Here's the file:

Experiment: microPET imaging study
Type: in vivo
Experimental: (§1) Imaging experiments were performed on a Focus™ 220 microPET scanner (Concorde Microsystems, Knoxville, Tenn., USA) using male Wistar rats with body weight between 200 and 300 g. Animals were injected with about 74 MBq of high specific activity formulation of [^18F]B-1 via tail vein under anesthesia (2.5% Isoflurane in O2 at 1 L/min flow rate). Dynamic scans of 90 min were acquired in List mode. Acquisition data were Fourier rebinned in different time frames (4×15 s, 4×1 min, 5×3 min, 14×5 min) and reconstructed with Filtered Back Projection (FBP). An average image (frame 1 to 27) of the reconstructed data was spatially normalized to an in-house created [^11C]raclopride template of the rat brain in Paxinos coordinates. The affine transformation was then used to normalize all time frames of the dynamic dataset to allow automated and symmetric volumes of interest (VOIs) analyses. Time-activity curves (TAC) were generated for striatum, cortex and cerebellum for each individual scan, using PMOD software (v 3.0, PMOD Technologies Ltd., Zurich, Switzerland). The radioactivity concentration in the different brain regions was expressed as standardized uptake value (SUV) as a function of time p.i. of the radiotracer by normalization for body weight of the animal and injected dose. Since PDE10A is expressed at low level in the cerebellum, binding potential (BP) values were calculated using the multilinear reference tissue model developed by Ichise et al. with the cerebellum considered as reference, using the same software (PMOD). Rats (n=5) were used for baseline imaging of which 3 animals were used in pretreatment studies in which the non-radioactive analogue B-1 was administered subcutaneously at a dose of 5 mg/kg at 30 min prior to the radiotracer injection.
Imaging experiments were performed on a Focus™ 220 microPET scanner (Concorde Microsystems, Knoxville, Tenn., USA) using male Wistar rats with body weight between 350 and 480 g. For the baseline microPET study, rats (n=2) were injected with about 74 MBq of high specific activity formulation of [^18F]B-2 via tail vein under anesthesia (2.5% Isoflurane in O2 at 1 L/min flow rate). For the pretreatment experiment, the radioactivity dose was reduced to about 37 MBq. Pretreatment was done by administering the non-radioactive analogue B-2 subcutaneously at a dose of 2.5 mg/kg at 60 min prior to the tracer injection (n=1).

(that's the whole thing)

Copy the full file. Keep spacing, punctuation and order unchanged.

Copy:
Experiment: microPET imaging study
Type: in vivo
Experimental: (§1) Imaging experiments were performed on a Focus™ 220 microPET scanner (Concorde Microsystems, Knoxville, Tenn., USA) using male Wistar rats with body weight between 200 and 300 g. Animals were injected with about 74 MBq of high specific activity formulation of [^18F]B-1 via tail vein under anesthesia (2.5% Isoflurane in O2 at 1 L/min flow rate). Dynamic scans of 90 min were acquired in List mode. Acquisition data were Fourier rebinned in different time frames (4×15 s, 4×1 min, 5×3 min, 14×5 min) and reconstructed with Filtered Back Projection (FBP). An average image (frame 1 to 27) of the reconstructed data was spatially normalized to an in-house created [^11C]raclopride template of the rat brain in Paxinos coordinates. The affine transformation was then used to normalize all time frames of the dynamic dataset to allow automated and symmetric volumes of interest (VOIs) analyses. Time-activity curves (TAC) were generated for striatum, cortex and cerebellum for each individual scan, using PMOD software (v 3.0, PMOD Technologies Ltd., Zurich, Switzerland). The radioactivity concentration in the different brain regions was expressed as standardized uptake value (SUV) as a function of time p.i. of the radiotracer by normalization for body weight of the animal and injected dose. Since PDE10A is expressed at low level in the cerebellum, binding potential (BP) values were calculated using the multilinear reference tissue model developed by Ichise et al. with the cerebellum considered as reference, using the same software (PMOD). Rats (n=5) were used for baseline imaging of which 3 animals were used in pretreatment studies in which the non-radioactive analogue B-1 was administered subcutaneously at a dose of 5 mg/kg at 30 min prior to the radiotracer injection.
Imaging experiments were performed on a Focus™ 220 microPET scanner (Concorde Microsystems, Knoxville, Tenn., USA) using male Wistar rats with body weight between 350 and 480 g. For the baseline microPET study, rats (n=2) were injected with about 74 MBq of high specific activity formulation of [^18F]B-2 via tail vein under anesthesia (2.5% Isoflurane in O2 at 1 L/min flow rate). For the pretreatment experiment, the radioactivity dose was reduced to about 37 MBq. Pretreatment was done by administering the non-radioactive analogue B-2 subcutaneously at a dose of 2.5 mg/kg at 60 min prior to the tracer injection (n=1).